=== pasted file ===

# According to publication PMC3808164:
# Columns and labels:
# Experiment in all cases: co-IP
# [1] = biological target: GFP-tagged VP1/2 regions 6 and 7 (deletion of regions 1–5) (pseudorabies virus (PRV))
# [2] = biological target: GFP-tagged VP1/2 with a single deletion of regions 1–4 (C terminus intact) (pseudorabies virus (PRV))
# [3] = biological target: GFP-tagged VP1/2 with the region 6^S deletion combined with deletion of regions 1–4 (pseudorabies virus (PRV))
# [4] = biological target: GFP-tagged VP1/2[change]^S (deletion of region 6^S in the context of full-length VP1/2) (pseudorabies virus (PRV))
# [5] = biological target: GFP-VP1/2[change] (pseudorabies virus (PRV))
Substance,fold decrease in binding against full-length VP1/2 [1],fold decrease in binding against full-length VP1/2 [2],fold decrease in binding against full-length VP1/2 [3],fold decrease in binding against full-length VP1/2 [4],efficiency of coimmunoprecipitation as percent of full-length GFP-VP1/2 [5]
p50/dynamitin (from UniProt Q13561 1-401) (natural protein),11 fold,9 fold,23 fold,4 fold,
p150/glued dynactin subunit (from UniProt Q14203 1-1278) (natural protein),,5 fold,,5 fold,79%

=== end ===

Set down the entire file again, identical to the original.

# According to publication PMC3808164:
# Columns and labels:
# Experiment in all cases: co-IP
# [1] = biological target: GFP-tagged VP1/2 regions 6 and 7 (deletion of regions 1–5) (pseudorabies virus (PRV))
# [2] = biological target: GFP-tagged VP1/2 with a single deletion of regions 1–4 (C terminus intact) (pseudorabies virus (PRV))
# [3] = biological target: GFP-tagged VP1/2 with the region 6^S deletion combined with deletion of regions 1–4 (pseudorabies virus (PRV))
# [4] = biological target: GFP-tagged VP1/2[change]^S (deletion of region 6^S in the context of full-length VP1/2) (pseudorabies virus (PRV))
# [5] = biological target: GFP-VP1/2[change] (pseudorabies virus (PRV))
Substance,fold decrease in binding against full-length VP1/2 [1],fold decrease in binding against full-length VP1/2 [2],fold decrease in binding against full-length VP1/2 [3],fold decrease in binding against full-length VP1/2 [4],efficiency of coimmunoprecipitation as percent of full-length GFP-VP1/2 [5]
p50/dynamitin (from UniProt Q13561 1-401) (natural protein),11 fold,9 fold,23 fold,4 fold,
p150/glued dynactin subunit (from UniProt Q14203 1-1278) (natural protein),,5 fold,,5 fold,79%